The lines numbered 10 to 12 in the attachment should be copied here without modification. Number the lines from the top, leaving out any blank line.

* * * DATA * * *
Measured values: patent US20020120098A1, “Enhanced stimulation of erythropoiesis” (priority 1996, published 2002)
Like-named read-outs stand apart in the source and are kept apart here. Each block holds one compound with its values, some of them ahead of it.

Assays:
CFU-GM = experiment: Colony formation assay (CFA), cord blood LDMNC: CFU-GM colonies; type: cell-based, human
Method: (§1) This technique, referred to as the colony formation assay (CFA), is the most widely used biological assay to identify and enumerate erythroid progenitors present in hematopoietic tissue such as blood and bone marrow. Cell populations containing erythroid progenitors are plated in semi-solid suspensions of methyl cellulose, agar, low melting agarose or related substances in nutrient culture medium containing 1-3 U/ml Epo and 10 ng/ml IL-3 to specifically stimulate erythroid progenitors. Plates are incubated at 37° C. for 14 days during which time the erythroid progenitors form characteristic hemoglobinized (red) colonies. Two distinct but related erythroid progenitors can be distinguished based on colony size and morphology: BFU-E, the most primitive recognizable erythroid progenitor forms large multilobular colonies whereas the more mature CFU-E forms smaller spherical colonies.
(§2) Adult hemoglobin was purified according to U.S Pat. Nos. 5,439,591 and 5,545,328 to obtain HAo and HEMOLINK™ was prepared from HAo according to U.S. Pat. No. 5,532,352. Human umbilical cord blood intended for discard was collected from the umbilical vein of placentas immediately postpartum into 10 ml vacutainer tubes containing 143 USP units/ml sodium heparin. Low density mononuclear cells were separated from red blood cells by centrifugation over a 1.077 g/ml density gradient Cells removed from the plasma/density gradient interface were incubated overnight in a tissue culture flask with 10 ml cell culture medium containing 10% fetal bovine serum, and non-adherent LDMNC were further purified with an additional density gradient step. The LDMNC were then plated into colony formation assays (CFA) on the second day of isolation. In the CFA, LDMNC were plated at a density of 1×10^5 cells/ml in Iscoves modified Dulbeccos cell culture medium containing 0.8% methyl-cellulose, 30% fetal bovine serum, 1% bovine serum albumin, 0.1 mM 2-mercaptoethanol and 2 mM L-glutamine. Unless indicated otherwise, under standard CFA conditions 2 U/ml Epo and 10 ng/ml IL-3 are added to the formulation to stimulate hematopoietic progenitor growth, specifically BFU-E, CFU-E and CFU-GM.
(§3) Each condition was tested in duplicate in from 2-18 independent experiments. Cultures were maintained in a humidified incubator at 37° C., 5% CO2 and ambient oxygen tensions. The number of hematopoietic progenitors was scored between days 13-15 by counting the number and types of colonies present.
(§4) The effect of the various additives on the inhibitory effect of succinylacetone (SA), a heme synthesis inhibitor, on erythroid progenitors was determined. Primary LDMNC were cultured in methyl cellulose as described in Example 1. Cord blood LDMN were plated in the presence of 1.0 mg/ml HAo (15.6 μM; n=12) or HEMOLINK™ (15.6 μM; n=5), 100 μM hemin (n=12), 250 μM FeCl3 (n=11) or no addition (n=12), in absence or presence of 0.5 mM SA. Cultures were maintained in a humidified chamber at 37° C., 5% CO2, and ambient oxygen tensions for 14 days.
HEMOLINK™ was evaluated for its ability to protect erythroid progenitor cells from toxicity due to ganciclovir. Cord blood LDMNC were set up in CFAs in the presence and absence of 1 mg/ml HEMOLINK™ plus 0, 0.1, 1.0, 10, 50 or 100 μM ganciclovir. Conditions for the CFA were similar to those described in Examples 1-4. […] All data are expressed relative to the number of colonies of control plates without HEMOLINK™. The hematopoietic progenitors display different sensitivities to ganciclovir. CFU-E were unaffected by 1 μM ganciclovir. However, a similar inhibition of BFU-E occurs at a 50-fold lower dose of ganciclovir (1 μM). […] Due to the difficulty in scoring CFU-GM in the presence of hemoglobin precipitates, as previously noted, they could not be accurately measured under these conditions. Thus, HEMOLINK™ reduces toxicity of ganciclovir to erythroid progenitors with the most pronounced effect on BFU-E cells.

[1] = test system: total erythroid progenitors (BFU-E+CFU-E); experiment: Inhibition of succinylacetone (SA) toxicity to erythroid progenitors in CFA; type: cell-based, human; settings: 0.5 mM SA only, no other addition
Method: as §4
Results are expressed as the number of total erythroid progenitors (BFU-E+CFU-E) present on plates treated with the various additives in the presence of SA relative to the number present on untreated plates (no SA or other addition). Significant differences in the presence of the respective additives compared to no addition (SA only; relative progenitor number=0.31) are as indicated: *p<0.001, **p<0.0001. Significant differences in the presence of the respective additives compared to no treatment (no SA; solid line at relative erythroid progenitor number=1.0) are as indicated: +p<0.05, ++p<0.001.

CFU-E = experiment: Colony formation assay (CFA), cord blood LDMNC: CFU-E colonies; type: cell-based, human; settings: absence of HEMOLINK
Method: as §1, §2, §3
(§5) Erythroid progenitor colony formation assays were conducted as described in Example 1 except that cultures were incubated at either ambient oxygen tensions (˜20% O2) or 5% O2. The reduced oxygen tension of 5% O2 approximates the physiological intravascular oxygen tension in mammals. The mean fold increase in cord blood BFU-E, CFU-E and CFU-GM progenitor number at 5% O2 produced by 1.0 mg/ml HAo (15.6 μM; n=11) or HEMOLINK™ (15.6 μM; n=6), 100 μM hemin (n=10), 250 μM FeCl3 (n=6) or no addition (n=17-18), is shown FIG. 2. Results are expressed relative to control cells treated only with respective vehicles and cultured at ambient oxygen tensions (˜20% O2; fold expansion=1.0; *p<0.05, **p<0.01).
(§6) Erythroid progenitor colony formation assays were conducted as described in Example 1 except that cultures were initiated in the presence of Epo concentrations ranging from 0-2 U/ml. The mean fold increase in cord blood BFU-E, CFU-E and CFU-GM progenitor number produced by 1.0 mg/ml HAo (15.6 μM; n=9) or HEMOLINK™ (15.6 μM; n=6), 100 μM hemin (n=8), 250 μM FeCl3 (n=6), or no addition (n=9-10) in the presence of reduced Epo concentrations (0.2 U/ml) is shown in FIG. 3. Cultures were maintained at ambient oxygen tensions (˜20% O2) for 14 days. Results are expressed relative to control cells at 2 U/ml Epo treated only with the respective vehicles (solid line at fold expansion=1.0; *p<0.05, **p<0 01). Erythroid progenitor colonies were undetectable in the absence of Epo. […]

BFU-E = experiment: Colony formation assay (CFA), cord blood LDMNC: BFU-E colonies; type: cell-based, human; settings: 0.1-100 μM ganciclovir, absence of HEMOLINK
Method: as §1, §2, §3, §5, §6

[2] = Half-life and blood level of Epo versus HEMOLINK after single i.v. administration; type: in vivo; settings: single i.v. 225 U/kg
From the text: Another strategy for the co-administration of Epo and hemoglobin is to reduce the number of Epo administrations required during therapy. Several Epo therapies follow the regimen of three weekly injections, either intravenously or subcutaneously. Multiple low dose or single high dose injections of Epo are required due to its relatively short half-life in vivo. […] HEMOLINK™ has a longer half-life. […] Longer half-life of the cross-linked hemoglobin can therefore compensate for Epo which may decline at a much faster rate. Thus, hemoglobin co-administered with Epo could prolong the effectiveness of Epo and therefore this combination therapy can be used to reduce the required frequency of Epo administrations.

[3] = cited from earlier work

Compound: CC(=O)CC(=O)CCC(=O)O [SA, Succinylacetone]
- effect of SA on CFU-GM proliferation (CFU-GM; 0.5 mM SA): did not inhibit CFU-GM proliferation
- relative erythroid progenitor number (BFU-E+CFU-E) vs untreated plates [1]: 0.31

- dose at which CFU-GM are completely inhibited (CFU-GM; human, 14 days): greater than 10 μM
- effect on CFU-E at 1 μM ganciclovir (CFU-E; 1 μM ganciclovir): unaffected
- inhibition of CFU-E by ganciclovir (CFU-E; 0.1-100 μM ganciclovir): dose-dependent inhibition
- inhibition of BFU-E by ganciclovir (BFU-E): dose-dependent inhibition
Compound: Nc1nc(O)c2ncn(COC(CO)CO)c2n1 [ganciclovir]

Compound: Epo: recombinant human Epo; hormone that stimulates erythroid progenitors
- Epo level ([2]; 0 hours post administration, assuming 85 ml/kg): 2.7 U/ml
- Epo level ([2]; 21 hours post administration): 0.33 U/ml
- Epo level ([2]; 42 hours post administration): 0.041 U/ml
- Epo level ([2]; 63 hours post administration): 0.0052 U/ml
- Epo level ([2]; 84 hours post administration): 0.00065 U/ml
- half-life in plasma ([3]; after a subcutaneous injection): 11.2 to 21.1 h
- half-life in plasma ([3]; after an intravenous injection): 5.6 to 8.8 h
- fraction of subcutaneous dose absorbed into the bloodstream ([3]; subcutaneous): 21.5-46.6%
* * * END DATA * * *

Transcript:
[1] = test system: total erythroid progenitors (BFU-E+CFU-E); experiment: Inhibition of succinylacetone (SA) toxicity to erythroid progenitors in CFA; type: cell-based, human; settings: 0.5 mM SA only, no other addition
Method: as §4
Results are expressed as the number of total erythroid progenitors (BFU-E+CFU-E) present on plates treated with the various additives in the presence of SA relative to the number present on untreated plates (no SA or other addition). Significant differences in the presence of the respective additives compared to no addition (SA only; relative progenitor number=0.31) are as indicated: *p<0.001, **p<0.0001. Significant differences in the presence of the respective additives compared to no treatment (no SA; solid line at relative erythroid progenitor number=1.0) are as indicated: +p<0.05, ++p<0.001.